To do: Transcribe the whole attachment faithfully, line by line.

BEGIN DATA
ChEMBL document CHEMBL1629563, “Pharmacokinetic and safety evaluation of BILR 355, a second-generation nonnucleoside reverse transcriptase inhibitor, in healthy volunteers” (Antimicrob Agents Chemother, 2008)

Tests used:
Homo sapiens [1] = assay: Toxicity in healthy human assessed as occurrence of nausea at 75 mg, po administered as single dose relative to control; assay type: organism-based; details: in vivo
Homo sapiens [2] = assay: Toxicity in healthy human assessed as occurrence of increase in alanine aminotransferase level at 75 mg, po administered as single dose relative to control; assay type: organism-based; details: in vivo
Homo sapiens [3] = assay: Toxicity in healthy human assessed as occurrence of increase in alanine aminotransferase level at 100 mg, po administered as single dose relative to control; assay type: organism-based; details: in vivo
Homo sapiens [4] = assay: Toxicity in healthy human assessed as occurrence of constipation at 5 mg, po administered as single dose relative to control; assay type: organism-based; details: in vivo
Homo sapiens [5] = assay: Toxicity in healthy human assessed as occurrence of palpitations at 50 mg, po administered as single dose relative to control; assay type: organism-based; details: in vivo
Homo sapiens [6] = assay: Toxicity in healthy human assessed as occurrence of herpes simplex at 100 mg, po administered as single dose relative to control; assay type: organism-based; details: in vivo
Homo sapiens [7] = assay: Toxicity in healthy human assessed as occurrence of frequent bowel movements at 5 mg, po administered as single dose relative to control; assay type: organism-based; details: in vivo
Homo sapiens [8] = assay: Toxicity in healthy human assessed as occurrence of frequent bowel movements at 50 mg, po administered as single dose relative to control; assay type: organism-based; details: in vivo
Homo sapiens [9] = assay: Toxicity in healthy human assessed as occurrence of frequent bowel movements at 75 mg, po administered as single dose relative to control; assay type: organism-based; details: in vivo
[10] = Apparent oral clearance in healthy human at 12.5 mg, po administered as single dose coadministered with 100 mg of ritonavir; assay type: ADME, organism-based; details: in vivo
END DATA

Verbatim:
ChEMBL document CHEMBL1629563, “Pharmacokinetic and safety evaluation of BILR 355, a second-generation nonnucleoside reverse transcriptase inhibitor, in healthy volunteers” (Antimicrob Agents Chemother, 2008)

Tests used:
Homo sapiens [1] = assay: Toxicity in healthy human assessed as occurrence of nausea at 75 mg, po administered as single dose relative to control; assay type: organism-based; details: in vivo
Homo sapiens [2] = assay: Toxicity in healthy human assessed as occurrence of increase in alanine aminotransferase level at 75 mg, po administered as single dose relative to control; assay type: organism-based; details: in vivo
Homo sapiens [3] = assay: Toxicity in healthy human assessed as occurrence of increase in alanine aminotransferase level at 100 mg, po administered as single dose relative to control; assay type: organism-based; details: in vivo
Homo sapiens [4] = assay: Toxicity in healthy human assessed as occurrence of constipation at 5 mg, po administered as single dose relative to control; assay type: organism-based; details: in vivo
Homo sapiens [5] = assay: Toxicity in healthy human assessed as occurrence of palpitations at 50 mg, po administered as single dose relative to control; assay type: organism-based; details: in vivo
Homo sapiens [6] = assay: Toxicity in healthy human assessed as occurrence of herpes simplex at 100 mg, po administered as single dose relative to control; assay type: organism-based; details: in vivo
Homo sapiens [7] = assay: Toxicity in healthy human assessed as occurrence of frequent bowel movements at 5 mg, po administered as single dose relative to control; assay type: organism-based; details: in vivo
Homo sapiens [8] = assay: Toxicity in healthy human assessed as occurrence of frequent bowel movements at 50 mg, po administered as single dose relative to control; assay type: organism-based; details: in vivo
Homo sapiens [9] = assay: Toxicity in healthy human assessed as occurrence of frequent bowel movements at 75 mg, po administered as single dose relative to control; assay type: organism-based; details: in vivo
[10] = Apparent oral clearance in healthy human at 12.5 mg, po administered as single dose coadministered with 100 mg of ritonavir; assay type: ADME, organism-based; details: in vivo